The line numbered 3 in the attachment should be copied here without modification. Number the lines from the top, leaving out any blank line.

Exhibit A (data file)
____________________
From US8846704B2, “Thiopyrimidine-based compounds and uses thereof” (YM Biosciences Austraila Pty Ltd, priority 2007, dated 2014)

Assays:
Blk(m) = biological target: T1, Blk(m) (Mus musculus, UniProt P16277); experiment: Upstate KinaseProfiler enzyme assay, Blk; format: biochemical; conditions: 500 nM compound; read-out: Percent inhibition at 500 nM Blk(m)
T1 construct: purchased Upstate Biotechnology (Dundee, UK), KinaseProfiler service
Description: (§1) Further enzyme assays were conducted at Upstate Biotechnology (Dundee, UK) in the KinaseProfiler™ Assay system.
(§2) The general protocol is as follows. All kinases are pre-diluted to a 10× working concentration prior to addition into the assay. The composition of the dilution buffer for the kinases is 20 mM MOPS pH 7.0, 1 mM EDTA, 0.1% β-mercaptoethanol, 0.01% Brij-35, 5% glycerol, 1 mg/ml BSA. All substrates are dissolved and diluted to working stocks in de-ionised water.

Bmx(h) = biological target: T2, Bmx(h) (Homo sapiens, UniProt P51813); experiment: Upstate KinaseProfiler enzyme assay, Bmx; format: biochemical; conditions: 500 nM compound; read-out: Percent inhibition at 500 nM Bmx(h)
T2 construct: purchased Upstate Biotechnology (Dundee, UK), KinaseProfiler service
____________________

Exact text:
Blk(m) = biological target: T1, Blk(m) (Mus musculus, UniProt P16277); experiment: Upstate KinaseProfiler enzyme assay, Blk; format: biochemical; conditions: 500 nM compound; read-out: Percent inhibition at 500 nM Blk(m)